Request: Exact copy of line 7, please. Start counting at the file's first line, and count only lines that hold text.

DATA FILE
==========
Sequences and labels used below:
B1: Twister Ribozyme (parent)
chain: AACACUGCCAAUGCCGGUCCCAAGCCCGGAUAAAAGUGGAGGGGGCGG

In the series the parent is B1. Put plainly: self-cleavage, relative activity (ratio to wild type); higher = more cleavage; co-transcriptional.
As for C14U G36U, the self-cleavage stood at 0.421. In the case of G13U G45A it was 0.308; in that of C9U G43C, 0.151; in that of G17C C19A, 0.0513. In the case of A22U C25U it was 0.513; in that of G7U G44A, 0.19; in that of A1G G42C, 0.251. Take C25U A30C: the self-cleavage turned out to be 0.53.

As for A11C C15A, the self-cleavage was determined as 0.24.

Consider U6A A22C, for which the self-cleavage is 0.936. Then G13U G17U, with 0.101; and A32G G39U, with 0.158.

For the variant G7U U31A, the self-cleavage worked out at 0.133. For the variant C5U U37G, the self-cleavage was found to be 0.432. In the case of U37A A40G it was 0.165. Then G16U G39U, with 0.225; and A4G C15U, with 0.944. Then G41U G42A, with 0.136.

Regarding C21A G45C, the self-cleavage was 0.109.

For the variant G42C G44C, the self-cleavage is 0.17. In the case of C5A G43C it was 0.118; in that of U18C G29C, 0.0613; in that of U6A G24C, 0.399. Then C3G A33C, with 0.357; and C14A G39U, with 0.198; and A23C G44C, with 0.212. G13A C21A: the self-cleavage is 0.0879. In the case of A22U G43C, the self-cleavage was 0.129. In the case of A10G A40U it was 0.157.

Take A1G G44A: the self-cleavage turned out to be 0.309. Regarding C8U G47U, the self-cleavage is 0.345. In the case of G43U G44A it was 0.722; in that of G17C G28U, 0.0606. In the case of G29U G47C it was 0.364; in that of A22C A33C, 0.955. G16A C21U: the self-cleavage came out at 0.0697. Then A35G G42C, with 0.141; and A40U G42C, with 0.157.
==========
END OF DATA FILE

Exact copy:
Consider U6A A22C, for which the self-cleavage is 0.936. Then G13U G17U, with 0.101; and A32G G39U, with 0.158.